Azo dyes are a widespread class of poorly biodegradable industrial pollutants. In anaerobic environments, azo bonds are reductively cleaved yielding carcinogenic aromatic amines, many of which are assumed to resist further metabolism by anaerobes. Here we report for the first time that an azo dye compound is completely biodegradable in the absence of oxygen. A pharmaceutical azo dye, azodisalicylate, constructed from two 5- aminosalicylic acid (5ASA) molecules was mineralized in an adapted methanogenic consortium to CH4 and NH3 with transient accumulation of 5ASA as e degradation intermediate in both batch assays and continuous bioreactors. The anaerobic metabolism of 5ASA was shown to provide the electrons required for the initial reductive cleavage of the azo group. Our results suggest that it is possible to design azo dyes that are fully mineralized in the environment; thereby, avoiding accumulation of notorious toxic intermediates.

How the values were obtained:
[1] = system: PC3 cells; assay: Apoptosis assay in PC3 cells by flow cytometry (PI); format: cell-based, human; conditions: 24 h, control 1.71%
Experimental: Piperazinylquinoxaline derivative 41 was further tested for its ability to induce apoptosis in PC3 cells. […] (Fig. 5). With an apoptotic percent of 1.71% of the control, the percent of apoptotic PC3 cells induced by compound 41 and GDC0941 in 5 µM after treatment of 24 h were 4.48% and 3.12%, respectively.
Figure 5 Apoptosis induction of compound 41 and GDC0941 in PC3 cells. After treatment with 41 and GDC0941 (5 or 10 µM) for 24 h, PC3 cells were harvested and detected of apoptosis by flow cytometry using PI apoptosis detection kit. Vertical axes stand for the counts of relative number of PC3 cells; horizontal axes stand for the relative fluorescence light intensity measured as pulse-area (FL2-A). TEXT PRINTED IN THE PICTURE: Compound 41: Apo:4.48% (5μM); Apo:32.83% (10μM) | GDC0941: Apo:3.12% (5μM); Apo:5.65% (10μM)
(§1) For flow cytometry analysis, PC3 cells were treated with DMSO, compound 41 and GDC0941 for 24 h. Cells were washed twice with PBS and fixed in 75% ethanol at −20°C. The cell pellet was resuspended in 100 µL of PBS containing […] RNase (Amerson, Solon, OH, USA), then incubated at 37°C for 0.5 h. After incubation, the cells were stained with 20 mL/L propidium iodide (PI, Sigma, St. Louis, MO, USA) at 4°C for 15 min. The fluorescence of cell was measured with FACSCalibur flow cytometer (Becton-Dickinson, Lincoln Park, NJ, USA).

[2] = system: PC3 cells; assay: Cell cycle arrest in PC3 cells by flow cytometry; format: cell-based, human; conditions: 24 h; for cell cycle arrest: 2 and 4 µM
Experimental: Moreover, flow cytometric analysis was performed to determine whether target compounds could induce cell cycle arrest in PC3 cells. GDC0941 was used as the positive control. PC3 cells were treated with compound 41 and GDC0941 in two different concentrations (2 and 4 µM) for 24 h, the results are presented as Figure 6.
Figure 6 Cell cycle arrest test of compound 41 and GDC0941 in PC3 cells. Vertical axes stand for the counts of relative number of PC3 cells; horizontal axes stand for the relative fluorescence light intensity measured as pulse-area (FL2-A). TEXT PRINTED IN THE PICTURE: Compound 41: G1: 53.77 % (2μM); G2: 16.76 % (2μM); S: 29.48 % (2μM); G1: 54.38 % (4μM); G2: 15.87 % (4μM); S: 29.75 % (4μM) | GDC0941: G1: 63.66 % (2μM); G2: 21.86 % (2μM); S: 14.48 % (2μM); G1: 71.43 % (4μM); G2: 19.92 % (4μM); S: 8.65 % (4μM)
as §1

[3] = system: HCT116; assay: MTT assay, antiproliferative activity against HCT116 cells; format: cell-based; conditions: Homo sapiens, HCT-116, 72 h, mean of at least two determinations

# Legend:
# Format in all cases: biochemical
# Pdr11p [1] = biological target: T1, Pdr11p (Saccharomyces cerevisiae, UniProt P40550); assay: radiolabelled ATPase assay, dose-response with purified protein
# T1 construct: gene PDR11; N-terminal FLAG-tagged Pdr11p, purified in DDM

|Original language||English (US)|
|Number of pages||6|
|Journal||Environmental Science and Technology|
|State||Published - Jul 1997|
ASJC Scopus subject areas
- Environmental Chemistry